Now George, I've done some blacksmithing, and you've met me.... :-)

... see just how wrong that imagery is?

:-P


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Subject: RE: Absurdities in songs - any examples?
From: leeneia
Date: 21 Feb 07 - 11:00 PM

Not an absurdity, really, but I have never been happy with two verses in "I Gave My Love a Cherry."

One starts "I gave my love a chicken." A chicken is far from being a romantic bird. When singing, I would rather not think about chickens.

And then there's "a baby when it's sleeping, there's no cry-en."

True, but for how long? Not a satisfactory resolution of the riddle.

I have folk processed the song as follows:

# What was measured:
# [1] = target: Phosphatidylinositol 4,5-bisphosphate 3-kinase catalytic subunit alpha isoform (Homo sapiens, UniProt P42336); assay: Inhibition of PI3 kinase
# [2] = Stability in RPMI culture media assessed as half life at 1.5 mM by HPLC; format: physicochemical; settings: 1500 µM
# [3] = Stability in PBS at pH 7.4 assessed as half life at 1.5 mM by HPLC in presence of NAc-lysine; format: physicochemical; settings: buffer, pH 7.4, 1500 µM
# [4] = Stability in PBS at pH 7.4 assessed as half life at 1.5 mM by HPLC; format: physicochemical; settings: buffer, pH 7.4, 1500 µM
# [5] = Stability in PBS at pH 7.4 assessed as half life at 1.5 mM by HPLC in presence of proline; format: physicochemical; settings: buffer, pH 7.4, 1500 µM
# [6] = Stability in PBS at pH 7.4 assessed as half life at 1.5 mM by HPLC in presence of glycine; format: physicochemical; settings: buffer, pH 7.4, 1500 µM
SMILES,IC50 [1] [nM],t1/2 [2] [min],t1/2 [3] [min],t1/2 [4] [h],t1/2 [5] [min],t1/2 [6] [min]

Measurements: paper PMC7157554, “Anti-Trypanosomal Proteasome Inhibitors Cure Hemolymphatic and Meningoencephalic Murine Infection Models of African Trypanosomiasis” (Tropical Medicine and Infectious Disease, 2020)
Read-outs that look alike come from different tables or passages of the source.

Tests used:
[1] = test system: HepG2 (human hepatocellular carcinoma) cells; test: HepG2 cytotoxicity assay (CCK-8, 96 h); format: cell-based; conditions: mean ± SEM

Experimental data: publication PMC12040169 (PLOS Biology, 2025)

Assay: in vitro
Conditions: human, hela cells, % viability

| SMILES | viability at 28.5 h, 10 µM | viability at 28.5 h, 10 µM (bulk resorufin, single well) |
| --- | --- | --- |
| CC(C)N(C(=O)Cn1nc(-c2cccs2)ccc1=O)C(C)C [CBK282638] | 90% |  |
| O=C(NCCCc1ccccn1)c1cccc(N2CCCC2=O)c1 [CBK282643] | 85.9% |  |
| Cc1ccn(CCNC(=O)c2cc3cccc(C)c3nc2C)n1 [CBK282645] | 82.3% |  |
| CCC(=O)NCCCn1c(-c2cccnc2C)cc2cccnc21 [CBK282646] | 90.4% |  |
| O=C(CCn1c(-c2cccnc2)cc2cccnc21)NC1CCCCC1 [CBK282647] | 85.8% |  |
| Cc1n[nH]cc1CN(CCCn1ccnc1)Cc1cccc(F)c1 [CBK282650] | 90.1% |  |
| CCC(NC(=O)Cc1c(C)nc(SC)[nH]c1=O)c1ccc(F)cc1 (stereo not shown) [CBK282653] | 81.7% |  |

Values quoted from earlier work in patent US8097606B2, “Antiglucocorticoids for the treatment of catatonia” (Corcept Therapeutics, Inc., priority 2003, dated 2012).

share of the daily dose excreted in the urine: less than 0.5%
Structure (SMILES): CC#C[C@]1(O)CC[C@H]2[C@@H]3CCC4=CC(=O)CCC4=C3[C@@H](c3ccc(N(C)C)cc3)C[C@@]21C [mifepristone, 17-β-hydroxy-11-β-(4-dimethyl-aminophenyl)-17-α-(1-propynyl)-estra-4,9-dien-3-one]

Riddle: "I showed my love a sparrow that had no bone."
Answer "A sparrow's egg in springtime, it has no bone."

I also got rid of the verb "pippin." I don't feel like explaining "pippin" over and over.


Riddle: I gave my love a baby, with no cryen."
Answer: A baby in its mother, there's no cryen."

That at least resolves the issue for a longer time.

Now I enjoy the song more.


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Subject: RE: Absurdities in songs - any examples?
From: The Fooles Troupe
Date: 21 Feb 07 - 11:27 PM

leeneia

see, you have 'folked' the song - it'll never be the same again...

:-)


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Subject: RE: Absurdities in songs - any examples?
From: Little Hawk
Date: 22 Feb 07 - 12:10 AM